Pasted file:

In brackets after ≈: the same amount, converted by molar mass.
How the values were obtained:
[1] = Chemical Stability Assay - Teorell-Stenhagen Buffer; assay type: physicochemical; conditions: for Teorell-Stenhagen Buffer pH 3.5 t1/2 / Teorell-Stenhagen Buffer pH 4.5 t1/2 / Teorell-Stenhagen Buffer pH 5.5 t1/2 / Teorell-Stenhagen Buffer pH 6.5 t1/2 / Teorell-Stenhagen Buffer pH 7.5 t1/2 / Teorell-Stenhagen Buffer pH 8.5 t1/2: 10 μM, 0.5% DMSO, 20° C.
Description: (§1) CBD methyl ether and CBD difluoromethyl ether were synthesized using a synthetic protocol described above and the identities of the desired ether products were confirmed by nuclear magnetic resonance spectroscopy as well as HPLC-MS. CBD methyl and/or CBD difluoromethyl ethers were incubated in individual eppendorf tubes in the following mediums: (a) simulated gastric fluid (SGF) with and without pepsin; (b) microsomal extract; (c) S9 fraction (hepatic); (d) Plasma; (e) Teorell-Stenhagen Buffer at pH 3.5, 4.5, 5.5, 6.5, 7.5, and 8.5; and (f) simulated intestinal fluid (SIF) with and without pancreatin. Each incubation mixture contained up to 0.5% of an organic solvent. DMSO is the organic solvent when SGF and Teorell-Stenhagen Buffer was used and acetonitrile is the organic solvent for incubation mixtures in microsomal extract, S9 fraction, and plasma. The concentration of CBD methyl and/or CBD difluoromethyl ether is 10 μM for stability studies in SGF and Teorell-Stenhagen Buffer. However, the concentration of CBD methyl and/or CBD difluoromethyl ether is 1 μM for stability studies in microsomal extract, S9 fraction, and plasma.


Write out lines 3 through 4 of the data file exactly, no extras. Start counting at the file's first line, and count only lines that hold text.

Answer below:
[1] = Chemical Stability Assay - Teorell-Stenhagen Buffer; assay type: physicochemical; conditions: for Teorell-Stenhagen Buffer pH 3.5 t1/2 / Teorell-Stenhagen Buffer pH 4.5 t1/2 / Teorell-Stenhagen Buffer pH 5.5 t1/2 / Teorell-Stenhagen Buffer pH 6.5 t1/2 / Teorell-Stenhagen Buffer pH 7.5 t1/2 / Teorell-Stenhagen Buffer pH 8.5 t1/2: 10 μM, 0.5% DMSO, 20° C.
Description: (§1) CBD methyl ether and CBD difluoromethyl ether were synthesized using a synthetic protocol described above and the identities of the desired ether products were confirmed by nuclear magnetic resonance spectroscopy as well as HPLC-MS. CBD methyl and/or CBD difluoromethyl ethers were incubated in individual eppendorf tubes in the following mediums: (a) simulated gastric fluid (SGF) with and without pepsin; (b) microsomal extract; (c) S9 fraction (hepatic); (d) Plasma; (e) Teorell-Stenhagen Buffer at pH 3.5, 4.5, 5.5, 6.5, 7.5, and 8.5; and (f) simulated intestinal fluid (SIF) with and without pancreatin. Each incubation mixture contained up to 0.5% of an organic solvent. DMSO is the organic solvent when SGF and Teorell-Stenhagen Buffer was used and acetonitrile is the organic solvent for incubation mixtures in microsomal extract, S9 fraction, and plasma. The concentration of CBD methyl and/or CBD difluoromethyl ether is 10 μM for stability studies in SGF and Teorell-Stenhagen Buffer. However, the concentration of CBD methyl and/or CBD difluoromethyl ether is 1 μM for stability studies in microsomal extract, S9 fraction, and plasma.